New Cornell teacher contract lengthens school day

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Cornell teachers and the school board ratified a four-year agreement just five days before classes started Tuesday for about 650 students.

In addition to a salary increase of 4.4 percent annually over the life of the contract, the agreement includes a longer school day that contains more instructional time and additional health insurance contributions by teachers.

Dismissal is at 2:30 p.m. for secondary students and 3:20 p.m. for elementary students because of the longer school day.

The district calendar was adjusted in the spring, moving the start date until after Labor Day to allow for additional time for negotiations between the two parties. The ratifications occurred last Thursday.

Elaborating on the salary increases, superintendent Aaron Thomas said, “One may get $400, one may get $4,000, it kind of depends on years of service, where they are in the salary schedule.”

Cornell, operating on a $12.2 million budget for 2014-15, has 19 steps on the salary scale for district teachers to climb as they accrue additional years of service. Total salary for educators at steps 17 or 18 will see “hefty jumps,” while ones at step 8 or 9 do not, Mr. Thomas said.

The school board voted unanimously to accept the contract, which lengthens the teacher workday by 15 minutes to a total of 7 hours, 30 minutes. The additional time will be used by teachers to increase instruction time, something directors were keen on achieving.

Teachers will see increases in the amount they pay each month for health care. During the first two years of the contract, individual plan holders will pitch in $35, an increase of $10, and family plan holders will pay $70, an increase of  $20 from the previous contract. During the contract’s second half, teachers will pay $50 for individual and $80 for family plans.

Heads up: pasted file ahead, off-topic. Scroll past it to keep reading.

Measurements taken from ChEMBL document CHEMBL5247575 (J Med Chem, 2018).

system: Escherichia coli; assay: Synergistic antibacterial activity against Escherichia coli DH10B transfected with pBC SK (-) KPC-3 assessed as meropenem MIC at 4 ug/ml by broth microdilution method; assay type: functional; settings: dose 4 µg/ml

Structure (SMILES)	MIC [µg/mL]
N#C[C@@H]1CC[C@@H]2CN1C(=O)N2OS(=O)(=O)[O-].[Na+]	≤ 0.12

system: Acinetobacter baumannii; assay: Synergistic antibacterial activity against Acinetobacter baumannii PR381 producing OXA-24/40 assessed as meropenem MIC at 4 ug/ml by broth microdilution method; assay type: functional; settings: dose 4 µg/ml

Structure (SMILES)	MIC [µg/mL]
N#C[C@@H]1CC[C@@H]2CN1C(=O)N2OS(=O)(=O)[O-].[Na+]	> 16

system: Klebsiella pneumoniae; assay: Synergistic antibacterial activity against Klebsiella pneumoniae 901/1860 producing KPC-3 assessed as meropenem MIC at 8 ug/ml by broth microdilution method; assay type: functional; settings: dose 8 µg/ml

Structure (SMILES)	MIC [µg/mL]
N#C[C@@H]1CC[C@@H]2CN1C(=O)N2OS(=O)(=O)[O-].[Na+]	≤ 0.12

School directors voted on the agreement a few hours after the Cornell Education Association approved the contract with a 48-6 vote. 

“I believe that both teams started off with reasonable and realistic expectations and this, along with open communications, made it possible to establish and maintain momentum throughout the process,” Tavis Bogue, CEA president, wrote in an email Tuesday.

Mr. Bogue, who teaches high school chemistry, environmental biology, biochemistry and advanced science, credited the school board's negotiations team for its hard work.

“The process reaching an agreement was professional and collaborative and all decisions and agreements were made with the best interest of our school district in mind,” Mr. Thomas said.

Sonja Reis, freelance writer:

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